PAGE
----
Hannah Overman Koch

Friday, March 11, 2011

Pollock, Mondrian and little me

     To say Jackson Pollock (1912-1956) and Piet Mondrian (1872-1944) are vastly different in their artistic approaches is most certainly an understatement.  Pollock, threw paint with his chaotic motions on the canvas, while Mondrian had such structure and order on his canvases.  Though they seem vastly different on the surface (pun intended), they are both considered part of the abstract art movement and both came to achieve non-objectivity in their respective works.  To those who are not familiar, being non-objective refers to a work of art not having a recognizable subject matter.   
     Mondrian, first caught my eye during a high school art trip to New York.  It was fascinating, at that time, for this country mouse to see the big city and to see his artwork was most influential on my own.  It captivated everything I did in my art class the rest of my high school career.  Every now and then I find myself drifting back to his works and all he created.  We are all familiar with his geometric paintings of mostly primary colors, black, white and gray.  I am mesmerized at how straight his lines were and have made several attempts over the years to duplicate.  Quite a challenge, even with tape!
     I go through all this to share my combination of their two styles during this month's sketchbook challenge- Spilling Over 

More specifically, Pollock spilling over Mondrian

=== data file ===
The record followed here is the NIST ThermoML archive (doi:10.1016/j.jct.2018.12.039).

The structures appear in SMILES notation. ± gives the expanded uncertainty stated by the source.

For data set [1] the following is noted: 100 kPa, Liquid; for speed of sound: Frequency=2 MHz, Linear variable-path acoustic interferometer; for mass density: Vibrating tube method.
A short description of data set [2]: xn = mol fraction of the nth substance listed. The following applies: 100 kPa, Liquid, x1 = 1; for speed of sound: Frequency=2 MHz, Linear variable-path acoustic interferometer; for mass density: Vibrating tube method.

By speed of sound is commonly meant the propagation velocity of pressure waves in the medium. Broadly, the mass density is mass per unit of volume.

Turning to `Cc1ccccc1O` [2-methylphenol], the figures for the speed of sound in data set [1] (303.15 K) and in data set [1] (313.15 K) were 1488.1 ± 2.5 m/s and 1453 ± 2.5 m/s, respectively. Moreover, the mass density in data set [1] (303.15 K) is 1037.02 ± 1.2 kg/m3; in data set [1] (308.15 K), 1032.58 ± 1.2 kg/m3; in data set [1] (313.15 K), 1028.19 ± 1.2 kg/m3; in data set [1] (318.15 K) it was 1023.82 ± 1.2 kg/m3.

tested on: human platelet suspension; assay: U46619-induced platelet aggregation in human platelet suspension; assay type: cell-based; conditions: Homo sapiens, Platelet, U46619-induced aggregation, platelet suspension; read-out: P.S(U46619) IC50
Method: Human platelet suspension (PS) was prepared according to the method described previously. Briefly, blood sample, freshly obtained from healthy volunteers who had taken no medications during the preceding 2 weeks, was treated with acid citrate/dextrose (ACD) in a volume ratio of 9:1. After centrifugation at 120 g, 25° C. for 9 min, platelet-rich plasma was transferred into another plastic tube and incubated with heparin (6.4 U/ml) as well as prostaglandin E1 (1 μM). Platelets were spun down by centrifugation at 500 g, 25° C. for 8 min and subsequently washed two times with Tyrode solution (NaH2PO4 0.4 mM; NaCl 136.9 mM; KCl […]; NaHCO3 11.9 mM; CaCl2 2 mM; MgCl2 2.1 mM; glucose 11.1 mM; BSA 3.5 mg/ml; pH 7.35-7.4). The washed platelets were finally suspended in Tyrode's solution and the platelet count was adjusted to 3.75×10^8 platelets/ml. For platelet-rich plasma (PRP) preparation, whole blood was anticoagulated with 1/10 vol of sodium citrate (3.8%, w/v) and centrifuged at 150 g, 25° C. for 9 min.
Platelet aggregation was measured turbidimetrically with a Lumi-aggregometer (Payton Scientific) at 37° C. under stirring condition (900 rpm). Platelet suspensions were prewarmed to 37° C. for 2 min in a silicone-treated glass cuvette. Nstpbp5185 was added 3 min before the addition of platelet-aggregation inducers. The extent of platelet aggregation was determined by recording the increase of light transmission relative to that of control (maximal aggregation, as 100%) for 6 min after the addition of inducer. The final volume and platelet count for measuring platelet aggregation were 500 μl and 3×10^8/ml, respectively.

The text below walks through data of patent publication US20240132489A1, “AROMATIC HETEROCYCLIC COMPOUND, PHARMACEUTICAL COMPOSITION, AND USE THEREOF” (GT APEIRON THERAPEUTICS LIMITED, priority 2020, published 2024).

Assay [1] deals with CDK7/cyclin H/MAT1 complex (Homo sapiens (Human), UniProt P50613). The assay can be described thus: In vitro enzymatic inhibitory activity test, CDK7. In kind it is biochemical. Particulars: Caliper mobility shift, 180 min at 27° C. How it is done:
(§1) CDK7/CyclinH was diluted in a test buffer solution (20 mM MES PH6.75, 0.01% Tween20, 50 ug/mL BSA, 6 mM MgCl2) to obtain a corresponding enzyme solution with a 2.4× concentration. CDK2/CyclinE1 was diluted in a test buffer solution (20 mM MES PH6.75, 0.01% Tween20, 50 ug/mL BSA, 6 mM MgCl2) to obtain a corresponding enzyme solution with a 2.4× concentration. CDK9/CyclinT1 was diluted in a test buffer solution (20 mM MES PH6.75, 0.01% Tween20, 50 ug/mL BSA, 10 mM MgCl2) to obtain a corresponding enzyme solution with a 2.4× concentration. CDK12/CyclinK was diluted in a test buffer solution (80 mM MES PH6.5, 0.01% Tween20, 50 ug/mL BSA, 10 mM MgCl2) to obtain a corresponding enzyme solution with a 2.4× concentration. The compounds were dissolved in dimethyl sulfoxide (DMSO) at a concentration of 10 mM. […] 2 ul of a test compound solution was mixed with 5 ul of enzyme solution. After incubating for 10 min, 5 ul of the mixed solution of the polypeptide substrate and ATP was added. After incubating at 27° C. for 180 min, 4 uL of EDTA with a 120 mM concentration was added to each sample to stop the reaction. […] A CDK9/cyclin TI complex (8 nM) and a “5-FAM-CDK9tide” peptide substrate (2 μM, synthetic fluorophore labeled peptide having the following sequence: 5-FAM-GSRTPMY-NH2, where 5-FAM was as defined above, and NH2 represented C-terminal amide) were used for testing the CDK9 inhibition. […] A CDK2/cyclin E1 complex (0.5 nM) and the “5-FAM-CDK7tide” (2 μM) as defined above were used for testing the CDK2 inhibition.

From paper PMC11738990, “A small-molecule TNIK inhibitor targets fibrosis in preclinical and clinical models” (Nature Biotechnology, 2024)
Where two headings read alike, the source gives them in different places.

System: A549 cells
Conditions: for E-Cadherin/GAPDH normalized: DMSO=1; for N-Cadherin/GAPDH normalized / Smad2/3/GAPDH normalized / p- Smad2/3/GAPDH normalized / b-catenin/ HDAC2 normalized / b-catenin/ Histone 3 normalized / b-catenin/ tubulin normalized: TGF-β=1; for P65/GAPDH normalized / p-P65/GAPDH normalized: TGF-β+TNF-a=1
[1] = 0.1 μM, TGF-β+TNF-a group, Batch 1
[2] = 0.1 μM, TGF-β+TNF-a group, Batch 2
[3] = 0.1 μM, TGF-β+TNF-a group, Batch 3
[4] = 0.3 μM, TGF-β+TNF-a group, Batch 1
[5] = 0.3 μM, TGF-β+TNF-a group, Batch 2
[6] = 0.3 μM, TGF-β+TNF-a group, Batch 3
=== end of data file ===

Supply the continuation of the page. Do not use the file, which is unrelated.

When attempting Pollock's style, I had paint everywhere; my face, my arms, probably my hair!  It was great!!

Closeup of the primary colors Mondrian used quite often in his later work.

Pollock did countless drip techniques on his canvases.  After all, his work varied around 8 feet!  I couldn't bring myself to totally cover up my Mondrian work underneath.

So, do you want to see my sketchbook page before Pollock spilled over it?  Check it out below....

Materials used; Canson mixed media sketchbook, acrylic paint and a black colored pencil!

References I used:  http://www.artlex.com/  (online art dictionary);
                             Modern Art written by Sam Hunter,
                             John Jacobus and Daniel Wheeler  (college art book);
                             Mondrian written by Benedikt Taschen
                            (book I got when I went on the New York high school art trip) 

            Sharing some of my favorite art history on this artist holiday-

1 comment:

  1. good ideas here and origami. would have loved to have seen a pic of you covered in paint!
    hope to start my spilling over sketch today. think I may have picked something a bit to ambitious.
    waiting for a phone call from my husband, if he is coming home today he has an 11 hour drive. still in my pj's, waiting for a paper I just washed with ink to dry. I am about to stamp my first linoleum block I carved last night.
    I have to scramble to get housework done and do some cooking. lucky for me my husband is easy going, he is use to paint brushes in the kitchen sink, baskets of hand sewing projects around the sofa and the kitchen bar covered in paint and glue that won't scrub off.
    how is the fabric dyeing going?